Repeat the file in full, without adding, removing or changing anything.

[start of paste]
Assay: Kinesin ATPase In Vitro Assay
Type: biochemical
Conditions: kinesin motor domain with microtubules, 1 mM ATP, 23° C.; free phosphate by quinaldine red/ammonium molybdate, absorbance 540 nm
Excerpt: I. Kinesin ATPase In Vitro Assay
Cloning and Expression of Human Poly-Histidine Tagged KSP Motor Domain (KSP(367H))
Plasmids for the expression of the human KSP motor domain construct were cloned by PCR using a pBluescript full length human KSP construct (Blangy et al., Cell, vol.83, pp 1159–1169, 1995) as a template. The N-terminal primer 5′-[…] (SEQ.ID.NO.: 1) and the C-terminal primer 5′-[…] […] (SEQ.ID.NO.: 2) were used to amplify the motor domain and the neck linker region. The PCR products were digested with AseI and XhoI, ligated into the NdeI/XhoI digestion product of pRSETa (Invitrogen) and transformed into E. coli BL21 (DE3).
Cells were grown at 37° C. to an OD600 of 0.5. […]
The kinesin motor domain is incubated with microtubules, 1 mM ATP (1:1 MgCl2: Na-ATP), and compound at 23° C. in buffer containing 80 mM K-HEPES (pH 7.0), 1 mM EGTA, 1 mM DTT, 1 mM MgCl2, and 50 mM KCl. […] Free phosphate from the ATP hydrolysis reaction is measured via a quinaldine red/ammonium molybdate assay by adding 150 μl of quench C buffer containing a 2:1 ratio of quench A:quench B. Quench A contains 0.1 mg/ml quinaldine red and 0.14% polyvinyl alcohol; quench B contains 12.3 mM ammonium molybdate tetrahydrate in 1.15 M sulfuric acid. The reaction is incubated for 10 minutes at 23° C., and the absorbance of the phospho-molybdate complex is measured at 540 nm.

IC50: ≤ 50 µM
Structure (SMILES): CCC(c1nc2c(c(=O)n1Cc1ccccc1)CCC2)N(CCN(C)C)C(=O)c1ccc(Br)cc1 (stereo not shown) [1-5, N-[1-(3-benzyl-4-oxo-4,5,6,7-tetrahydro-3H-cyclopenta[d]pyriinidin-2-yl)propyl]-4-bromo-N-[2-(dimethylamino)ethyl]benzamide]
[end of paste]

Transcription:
Assay: Kinesin ATPase In Vitro Assay
Type: biochemical
Conditions: kinesin motor domain with microtubules, 1 mM ATP, 23° C.; free phosphate by quinaldine red/ammonium molybdate, absorbance 540 nm
Excerpt: I. Kinesin ATPase In Vitro Assay
Cloning and Expression of Human Poly-Histidine Tagged KSP Motor Domain (KSP(367H))
Plasmids for the expression of the human KSP motor domain construct were cloned by PCR using a pBluescript full length human KSP construct (Blangy et al., Cell, vol.83, pp 1159–1169, 1995) as a template. The N-terminal primer 5′-[…] (SEQ.ID.NO.: 1) and the C-terminal primer 5′-[…] […] (SEQ.ID.NO.: 2) were used to amplify the motor domain and the neck linker region. The PCR products were digested with AseI and XhoI, ligated into the NdeI/XhoI digestion product of pRSETa (Invitrogen) and transformed into E. coli BL21 (DE3).
Cells were grown at 37° C. to an OD600 of 0.5. […]
The kinesin motor domain is incubated with microtubules, 1 mM ATP (1:1 MgCl2: Na-ATP), and compound at 23° C. in buffer containing 80 mM K-HEPES (pH 7.0), 1 mM EGTA, 1 mM DTT, 1 mM MgCl2, and 50 mM KCl. […] Free phosphate from the ATP hydrolysis reaction is measured via a quinaldine red/ammonium molybdate assay by adding 150 μl of quench C buffer containing a 2:1 ratio of quench A:quench B. Quench A contains 0.1 mg/ml quinaldine red and 0.14% polyvinyl alcohol; quench B contains 12.3 mM ammonium molybdate tetrahydrate in 1.15 M sulfuric acid. The reaction is incubated for 10 minutes at 23° C., and the absorbance of the phospho-molybdate complex is measured at 540 nm.

IC50: ≤ 50 µM
Structure (SMILES): CCC(c1nc2c(c(=O)n1Cc1ccccc1)CCC2)N(CCN(C)C)C(=O)c1ccc(Br)cc1 (stereo not shown) [1-5, N-[1-(3-benzyl-4-oxo-4,5,6,7-tetrahydro-3H-cyclopenta[d]pyriinidin-2-yl)propyl]-4-bromo-N-[2-(dimethylamino)ethyl]benzamide]